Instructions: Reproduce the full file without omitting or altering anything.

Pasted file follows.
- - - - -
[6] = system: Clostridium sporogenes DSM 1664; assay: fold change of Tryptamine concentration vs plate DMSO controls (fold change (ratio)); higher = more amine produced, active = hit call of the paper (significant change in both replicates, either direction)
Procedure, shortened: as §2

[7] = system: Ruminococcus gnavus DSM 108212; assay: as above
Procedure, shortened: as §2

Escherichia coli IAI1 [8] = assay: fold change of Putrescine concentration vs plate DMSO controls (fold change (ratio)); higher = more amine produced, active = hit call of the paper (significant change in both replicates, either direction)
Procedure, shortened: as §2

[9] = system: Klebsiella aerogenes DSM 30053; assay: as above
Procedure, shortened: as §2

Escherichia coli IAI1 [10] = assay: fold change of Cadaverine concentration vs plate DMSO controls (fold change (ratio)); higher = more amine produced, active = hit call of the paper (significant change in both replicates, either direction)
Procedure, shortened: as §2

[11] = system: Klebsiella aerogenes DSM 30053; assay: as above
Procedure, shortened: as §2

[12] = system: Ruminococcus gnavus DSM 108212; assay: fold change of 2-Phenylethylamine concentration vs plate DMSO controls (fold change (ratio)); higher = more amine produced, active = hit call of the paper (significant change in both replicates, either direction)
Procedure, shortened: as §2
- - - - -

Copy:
[6] = system: Clostridium sporogenes DSM 1664; assay: fold change of Tryptamine concentration vs plate DMSO controls (fold change (ratio)); higher = more amine produced, active = hit call of the paper (significant change in both replicates, either direction)
Procedure, shortened: as §2

[7] = system: Ruminococcus gnavus DSM 108212; assay: as above
Procedure, shortened: as §2

Escherichia coli IAI1 [8] = assay: fold change of Putrescine concentration vs plate DMSO controls (fold change (ratio)); higher = more amine produced, active = hit call of the paper (significant change in both replicates, either direction)
Procedure, shortened: as §2

[9] = system: Klebsiella aerogenes DSM 30053; assay: as above
Procedure, shortened: as §2

Escherichia coli IAI1 [10] = assay: fold change of Cadaverine concentration vs plate DMSO controls (fold change (ratio)); higher = more amine produced, active = hit call of the paper (significant change in both replicates, either direction)
Procedure, shortened: as §2

[11] = system: Klebsiella aerogenes DSM 30053; assay: as above
Procedure, shortened: as §2

[12] = system: Ruminococcus gnavus DSM 108212; assay: fold change of 2-Phenylethylamine concentration vs plate DMSO controls (fold change (ratio)); higher = more amine produced, active = hit call of the paper (significant change in both replicates, either direction)
Procedure, shortened: as §2